The National Organization for the Reform of Marijuana Laws Political Action Committee (NORML PAC) has endorsed Senator Bernie Sanders in his campaign for reelection in Vermont.
“Bernie has become one of the most outspoken and visible advocates for ending marijuana prohibition,” stated NORML PAC Executive Director Erik Altieri, “He has called for sensible drug policy throughout his career, made descheduling marijuana a key component of his platform when running for the Democratic nomination for President in 2016, and has co-sponsored key pieces of federal legislation such as the Marijuana Justice Act. Senator Sanders doesn’t restrict his fight for reform to backroom meetings and floor speeches in Congress, he takes our message with him as he holds massive rallies and town halls across not just the state of Vermont, but throughout the country. His fire and passion have helped elevate our issue in the national dialogue and we are honored to support his reelection campaign. He is a true leader in the marijuana legalization revolution.”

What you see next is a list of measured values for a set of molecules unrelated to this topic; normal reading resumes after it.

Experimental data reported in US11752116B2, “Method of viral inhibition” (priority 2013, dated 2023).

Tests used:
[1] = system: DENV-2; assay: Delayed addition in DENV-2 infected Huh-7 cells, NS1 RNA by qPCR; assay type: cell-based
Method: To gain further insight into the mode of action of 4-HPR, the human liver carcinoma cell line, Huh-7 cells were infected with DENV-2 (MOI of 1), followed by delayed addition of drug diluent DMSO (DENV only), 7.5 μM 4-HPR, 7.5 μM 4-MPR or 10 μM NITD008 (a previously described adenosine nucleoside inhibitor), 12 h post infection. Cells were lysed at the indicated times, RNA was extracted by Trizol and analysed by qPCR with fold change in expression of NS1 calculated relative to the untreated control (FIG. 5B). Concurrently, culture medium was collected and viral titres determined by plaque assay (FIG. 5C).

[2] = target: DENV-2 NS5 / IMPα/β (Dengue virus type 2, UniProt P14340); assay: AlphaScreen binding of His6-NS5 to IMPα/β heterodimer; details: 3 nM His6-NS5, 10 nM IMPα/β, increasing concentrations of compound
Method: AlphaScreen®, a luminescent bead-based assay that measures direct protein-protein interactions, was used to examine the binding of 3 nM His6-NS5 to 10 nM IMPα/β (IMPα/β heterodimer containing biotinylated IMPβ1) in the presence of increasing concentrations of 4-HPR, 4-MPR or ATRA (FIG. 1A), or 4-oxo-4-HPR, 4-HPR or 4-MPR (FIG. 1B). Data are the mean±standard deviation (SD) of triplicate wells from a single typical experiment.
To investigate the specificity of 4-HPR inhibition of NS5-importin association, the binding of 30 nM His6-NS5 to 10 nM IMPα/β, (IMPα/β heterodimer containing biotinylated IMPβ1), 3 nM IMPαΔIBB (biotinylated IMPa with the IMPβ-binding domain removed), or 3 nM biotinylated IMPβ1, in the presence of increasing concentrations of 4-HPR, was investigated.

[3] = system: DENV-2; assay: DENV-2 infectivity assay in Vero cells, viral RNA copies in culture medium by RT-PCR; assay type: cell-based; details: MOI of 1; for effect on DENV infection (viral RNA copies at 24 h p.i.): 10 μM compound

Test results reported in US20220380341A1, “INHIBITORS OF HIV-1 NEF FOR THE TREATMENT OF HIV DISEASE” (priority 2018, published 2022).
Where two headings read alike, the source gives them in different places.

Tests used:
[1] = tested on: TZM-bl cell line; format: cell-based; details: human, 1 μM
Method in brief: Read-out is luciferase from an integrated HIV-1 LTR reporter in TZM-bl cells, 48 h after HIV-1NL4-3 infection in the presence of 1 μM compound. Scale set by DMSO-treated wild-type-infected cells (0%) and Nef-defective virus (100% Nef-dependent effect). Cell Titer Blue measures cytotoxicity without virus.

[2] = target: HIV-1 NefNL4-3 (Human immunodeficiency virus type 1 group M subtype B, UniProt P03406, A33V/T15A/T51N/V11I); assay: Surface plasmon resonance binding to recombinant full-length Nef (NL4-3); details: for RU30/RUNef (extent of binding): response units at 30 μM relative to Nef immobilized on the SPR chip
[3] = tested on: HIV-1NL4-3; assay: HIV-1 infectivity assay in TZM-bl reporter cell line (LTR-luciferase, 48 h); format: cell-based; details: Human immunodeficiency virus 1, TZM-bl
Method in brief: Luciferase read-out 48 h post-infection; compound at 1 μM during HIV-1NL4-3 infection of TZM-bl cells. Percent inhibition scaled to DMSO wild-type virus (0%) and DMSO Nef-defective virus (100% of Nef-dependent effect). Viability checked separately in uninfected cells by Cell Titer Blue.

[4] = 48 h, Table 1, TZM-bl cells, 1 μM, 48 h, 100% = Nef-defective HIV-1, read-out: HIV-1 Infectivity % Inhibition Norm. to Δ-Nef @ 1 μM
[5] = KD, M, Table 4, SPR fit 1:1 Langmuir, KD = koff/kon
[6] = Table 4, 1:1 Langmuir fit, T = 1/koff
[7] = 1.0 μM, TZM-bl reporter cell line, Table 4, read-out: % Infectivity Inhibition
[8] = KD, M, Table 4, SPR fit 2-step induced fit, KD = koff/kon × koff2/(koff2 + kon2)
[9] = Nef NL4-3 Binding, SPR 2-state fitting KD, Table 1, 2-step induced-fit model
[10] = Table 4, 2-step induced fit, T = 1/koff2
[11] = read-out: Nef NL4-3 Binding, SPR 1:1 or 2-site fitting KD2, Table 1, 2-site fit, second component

Commenting on marijuana prohibition earlier this year, Senator Sanders said:
“Millions of Americans have had their lives impacted by the federal prohibition on marijuana – arrests, convictions and even jail time. Even when people don’t go to jail, the criminal record they receive makes it harder for them to find a job, get housing or go to college. Is this a widespread problem? It sure is. In 2016 alone, over half a million people were arrested for marijuana possession.
These harmful impacts are felt far more acutely in communities of color and poor communities because enforcement of marijuana laws is much stricter there than in more affluent, white communities. Incredibly, African Americans are four times more likely to be arrested for marijuana even though marijuana usage rates are basically the same across racial lines.
As a first step, we need to remove marijuana from Category 1 of the federal Controlled Substances Act where it is currently ranked alongside drugs like heroin. In fact, marijuana is classified more harshly than cocaine. That doesn’t make any sense.
Let’s have states decide the issue of marijuana for themselves like they do with alcohol. More and more states are moving in the direction of decriminalization. Let them make those decisions without federal interference.”
To learn more about Bernie’s 2018 campaign visit: www.berniesanders.com
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